|Computational Mathematics Seminar Series|
|Optimization of Flapping Based Locomotion|
|Shawn W. Walker, LSU|
|Assistant Professor, Department of Mathematics|
|Johnston Hall 338
November 15, 2011 - 03:30 pm
Locomotion at the macro-scale is important in biology and industrial applications, such as for understanding the fundamentals of flight to enable design of artificial locomotors. We present an analysis of a fluid-structure interaction problem that models a rigid flapping body at intermediate Reynolds number (in 2-D). In particular, we have an energy estimate and a schur-complement method for solving the coupled system, which is valid for all mass densities of the body (even zero). We also describe an optimal control problem for the time-dependent actuation profile that drives the forward motion of the body. The actuation consists of a vertical velocity control attached to a pivot point of an ellongated rigid body, which is allowed to rotate and is affected by a torsional spring; the spring acts as an elastic recoil. We then solve the time-dependent, PDE-constrained optimization problem (with appropriate constraints). Optimization results for certain parameter variations (relative mass density, spring constant, etc) will be shown. This work is joint with Michael Shelley at NYU.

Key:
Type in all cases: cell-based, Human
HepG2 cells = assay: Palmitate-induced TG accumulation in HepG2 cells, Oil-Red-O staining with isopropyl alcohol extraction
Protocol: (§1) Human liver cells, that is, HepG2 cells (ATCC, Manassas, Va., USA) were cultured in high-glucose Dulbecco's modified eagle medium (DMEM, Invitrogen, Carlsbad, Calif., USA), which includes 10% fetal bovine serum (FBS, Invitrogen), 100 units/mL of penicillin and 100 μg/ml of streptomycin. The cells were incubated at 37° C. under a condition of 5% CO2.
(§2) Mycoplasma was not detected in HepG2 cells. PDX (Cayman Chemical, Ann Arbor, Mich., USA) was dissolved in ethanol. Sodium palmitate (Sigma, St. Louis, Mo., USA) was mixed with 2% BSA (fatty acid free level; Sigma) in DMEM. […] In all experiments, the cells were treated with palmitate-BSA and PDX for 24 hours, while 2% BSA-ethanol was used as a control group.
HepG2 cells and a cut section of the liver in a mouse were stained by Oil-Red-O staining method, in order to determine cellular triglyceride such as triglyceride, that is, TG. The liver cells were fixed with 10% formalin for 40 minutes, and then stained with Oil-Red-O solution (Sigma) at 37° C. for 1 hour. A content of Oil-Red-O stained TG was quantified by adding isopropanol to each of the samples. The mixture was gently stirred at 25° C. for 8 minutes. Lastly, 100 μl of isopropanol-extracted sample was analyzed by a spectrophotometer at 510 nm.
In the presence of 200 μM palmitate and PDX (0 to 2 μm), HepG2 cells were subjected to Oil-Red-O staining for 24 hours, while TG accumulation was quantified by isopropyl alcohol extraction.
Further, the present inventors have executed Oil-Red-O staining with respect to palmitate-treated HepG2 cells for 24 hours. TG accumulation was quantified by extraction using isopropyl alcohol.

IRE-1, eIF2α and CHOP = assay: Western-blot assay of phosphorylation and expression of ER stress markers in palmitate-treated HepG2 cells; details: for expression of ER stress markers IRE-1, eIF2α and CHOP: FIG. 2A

Walker is an assistant professor jointly in the Mathematics Department and the Center for Computation & Technology (CCT) at Louisiana State University. He received his PhD from the University of Maryland, College Park, and his research interests include finite element methods and PDE-constrained optimization.
|Refreshments will be served.|
|This lecture has a reception.|